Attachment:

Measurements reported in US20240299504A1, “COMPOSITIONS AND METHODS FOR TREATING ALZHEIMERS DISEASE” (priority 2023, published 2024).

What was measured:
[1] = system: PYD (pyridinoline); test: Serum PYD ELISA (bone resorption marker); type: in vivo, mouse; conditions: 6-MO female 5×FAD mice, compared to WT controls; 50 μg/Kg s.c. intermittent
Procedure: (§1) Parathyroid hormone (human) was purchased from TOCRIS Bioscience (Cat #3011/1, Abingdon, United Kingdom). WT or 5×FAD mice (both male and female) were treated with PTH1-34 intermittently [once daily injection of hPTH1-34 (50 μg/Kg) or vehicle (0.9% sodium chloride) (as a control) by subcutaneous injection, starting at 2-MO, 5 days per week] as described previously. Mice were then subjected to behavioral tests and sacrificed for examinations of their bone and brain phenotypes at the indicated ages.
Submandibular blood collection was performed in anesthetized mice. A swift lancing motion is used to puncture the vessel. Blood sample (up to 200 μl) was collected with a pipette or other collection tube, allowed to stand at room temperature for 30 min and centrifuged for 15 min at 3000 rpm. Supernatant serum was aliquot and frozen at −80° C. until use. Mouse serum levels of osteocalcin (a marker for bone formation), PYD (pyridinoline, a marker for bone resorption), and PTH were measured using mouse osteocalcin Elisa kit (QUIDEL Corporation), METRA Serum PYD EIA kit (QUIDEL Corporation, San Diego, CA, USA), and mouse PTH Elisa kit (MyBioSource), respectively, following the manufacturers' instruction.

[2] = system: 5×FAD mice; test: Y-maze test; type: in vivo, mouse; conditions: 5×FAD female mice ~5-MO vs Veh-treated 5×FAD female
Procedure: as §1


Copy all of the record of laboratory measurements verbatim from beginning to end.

Measurements reported in US20240299504A1, “COMPOSITIONS AND METHODS FOR TREATING ALZHEIMERS DISEASE” (priority 2023, published 2024).

What was measured:
[1] = system: PYD (pyridinoline); test: Serum PYD ELISA (bone resorption marker); type: in vivo, mouse; conditions: 6-MO female 5×FAD mice, compared to WT controls; 50 μg/Kg s.c. intermittent
Procedure: (§1) Parathyroid hormone (human) was purchased from TOCRIS Bioscience (Cat #3011/1, Abingdon, United Kingdom). WT or 5×FAD mice (both male and female) were treated with PTH1-34 intermittently [once daily injection of hPTH1-34 (50 μg/Kg) or vehicle (0.9% sodium chloride) (as a control) by subcutaneous injection, starting at 2-MO, 5 days per week] as described previously. Mice were then subjected to behavioral tests and sacrificed for examinations of their bone and brain phenotypes at the indicated ages.
Submandibular blood collection was performed in anesthetized mice. A swift lancing motion is used to puncture the vessel. Blood sample (up to 200 μl) was collected with a pipette or other collection tube, allowed to stand at room temperature for 30 min and centrifuged for 15 min at 3000 rpm. Supernatant serum was aliquot and frozen at −80° C. until use. Mouse serum levels of osteocalcin (a marker for bone formation), PYD (pyridinoline, a marker for bone resorption), and PTH were measured using mouse osteocalcin Elisa kit (QUIDEL Corporation), METRA Serum PYD EIA kit (QUIDEL Corporation, San Diego, CA, USA), and mouse PTH Elisa kit (MyBioSource), respectively, following the manufacturers' instruction.

[2] = system: 5×FAD mice; test: Y-maze test; type: in vivo, mouse; conditions: 5×FAD female mice ~5-MO vs Veh-treated 5×FAD female
Procedure: as §1